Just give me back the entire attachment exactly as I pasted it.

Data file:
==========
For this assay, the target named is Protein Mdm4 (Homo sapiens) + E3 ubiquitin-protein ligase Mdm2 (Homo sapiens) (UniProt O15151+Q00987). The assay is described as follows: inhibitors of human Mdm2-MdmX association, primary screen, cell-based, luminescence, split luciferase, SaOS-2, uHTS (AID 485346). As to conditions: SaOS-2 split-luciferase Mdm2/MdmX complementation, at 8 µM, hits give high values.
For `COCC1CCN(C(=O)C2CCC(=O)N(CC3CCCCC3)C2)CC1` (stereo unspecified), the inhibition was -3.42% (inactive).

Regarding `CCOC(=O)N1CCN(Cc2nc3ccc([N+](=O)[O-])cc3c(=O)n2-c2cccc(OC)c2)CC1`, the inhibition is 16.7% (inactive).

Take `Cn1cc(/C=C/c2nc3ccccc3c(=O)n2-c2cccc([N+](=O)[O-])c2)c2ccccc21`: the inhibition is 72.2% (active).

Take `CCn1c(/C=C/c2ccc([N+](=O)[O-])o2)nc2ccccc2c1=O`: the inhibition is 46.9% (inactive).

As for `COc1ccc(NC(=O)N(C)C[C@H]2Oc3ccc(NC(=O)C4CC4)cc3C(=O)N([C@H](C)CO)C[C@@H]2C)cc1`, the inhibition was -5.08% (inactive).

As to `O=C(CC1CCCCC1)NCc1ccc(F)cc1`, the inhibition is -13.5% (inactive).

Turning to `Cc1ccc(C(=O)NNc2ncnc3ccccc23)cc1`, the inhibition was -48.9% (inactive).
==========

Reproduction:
For this assay, the target named is Protein Mdm4 (Homo sapiens) + E3 ubiquitin-protein ligase Mdm2 (Homo sapiens) (UniProt O15151+Q00987). The assay is described as follows: inhibitors of human Mdm2-MdmX association, primary screen, cell-based, luminescence, split luciferase, SaOS-2, uHTS (AID 485346). As to conditions: SaOS-2 split-luciferase Mdm2/MdmX complementation, at 8 µM, hits give high values.
For `COCC1CCN(C(=O)C2CCC(=O)N(CC3CCCCC3)C2)CC1` (stereo unspecified), the inhibition was -3.42% (inactive).

Regarding `CCOC(=O)N1CCN(Cc2nc3ccc([N+](=O)[O-])cc3c(=O)n2-c2cccc(OC)c2)CC1`, the inhibition is 16.7% (inactive).

Take `Cn1cc(/C=C/c2nc3ccccc3c(=O)n2-c2cccc([N+](=O)[O-])c2)c2ccccc21`: the inhibition is 72.2% (active).

Take `CCn1c(/C=C/c2ccc([N+](=O)[O-])o2)nc2ccccc2c1=O`: the inhibition is 46.9% (inactive).

As for `COc1ccc(NC(=O)N(C)C[C@H]2Oc3ccc(NC(=O)C4CC4)cc3C(=O)N([C@H](C)CO)C[C@@H]2C)cc1`, the inhibition was -5.08% (inactive).

As to `O=C(CC1CCCCC1)NCc1ccc(F)cc1`, the inhibition is -13.5% (inactive).

Turning to `Cc1ccc(C(=O)NNc2ncnc3ccccc23)cc1`, the inhibition was -48.9% (inactive).